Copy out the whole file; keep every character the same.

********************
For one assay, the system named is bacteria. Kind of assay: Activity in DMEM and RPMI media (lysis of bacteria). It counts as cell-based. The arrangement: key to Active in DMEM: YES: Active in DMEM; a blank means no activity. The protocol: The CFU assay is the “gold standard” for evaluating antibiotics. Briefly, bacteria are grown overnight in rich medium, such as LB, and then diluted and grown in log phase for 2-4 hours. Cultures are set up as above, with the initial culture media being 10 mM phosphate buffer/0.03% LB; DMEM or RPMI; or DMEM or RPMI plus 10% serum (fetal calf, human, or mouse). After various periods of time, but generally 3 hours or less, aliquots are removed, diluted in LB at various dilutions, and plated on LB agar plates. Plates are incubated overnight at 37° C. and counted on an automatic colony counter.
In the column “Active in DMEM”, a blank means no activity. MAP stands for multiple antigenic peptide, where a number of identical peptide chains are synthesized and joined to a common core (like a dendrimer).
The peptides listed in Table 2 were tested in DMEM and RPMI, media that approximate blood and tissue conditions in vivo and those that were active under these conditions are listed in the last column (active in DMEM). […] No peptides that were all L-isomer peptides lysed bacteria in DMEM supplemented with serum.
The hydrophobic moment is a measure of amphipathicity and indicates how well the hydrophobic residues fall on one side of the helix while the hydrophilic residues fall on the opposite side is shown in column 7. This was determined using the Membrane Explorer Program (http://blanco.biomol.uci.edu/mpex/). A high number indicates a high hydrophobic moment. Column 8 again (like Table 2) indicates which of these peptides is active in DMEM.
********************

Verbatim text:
For one assay, the system named is bacteria. Kind of assay: Activity in DMEM and RPMI media (lysis of bacteria). It counts as cell-based. The arrangement: key to Active in DMEM: YES: Active in DMEM; a blank means no activity. The protocol: The CFU assay is the “gold standard” for evaluating antibiotics. Briefly, bacteria are grown overnight in rich medium, such as LB, and then diluted and grown in log phase for 2-4 hours. Cultures are set up as above, with the initial culture media being 10 mM phosphate buffer/0.03% LB; DMEM or RPMI; or DMEM or RPMI plus 10% serum (fetal calf, human, or mouse). After various periods of time, but generally 3 hours or less, aliquots are removed, diluted in LB at various dilutions, and plated on LB agar plates. Plates are incubated overnight at 37° C. and counted on an automatic colony counter.
In the column “Active in DMEM”, a blank means no activity. MAP stands for multiple antigenic peptide, where a number of identical peptide chains are synthesized and joined to a common core (like a dendrimer).
The peptides listed in Table 2 were tested in DMEM and RPMI, media that approximate blood and tissue conditions in vivo and those that were active under these conditions are listed in the last column (active in DMEM). […] No peptides that were all L-isomer peptides lysed bacteria in DMEM supplemented with serum.
The hydrophobic moment is a measure of amphipathicity and indicates how well the hydrophobic residues fall on one side of the helix while the hydrophilic residues fall on the opposite side is shown in column 7. This was determined using the Membrane Explorer Program (http://blanco.biomol.uci.edu/mpex/). A high number indicates a high hydrophobic moment. Column 8 again (like Table 2) indicates which of these peptides is active in DMEM.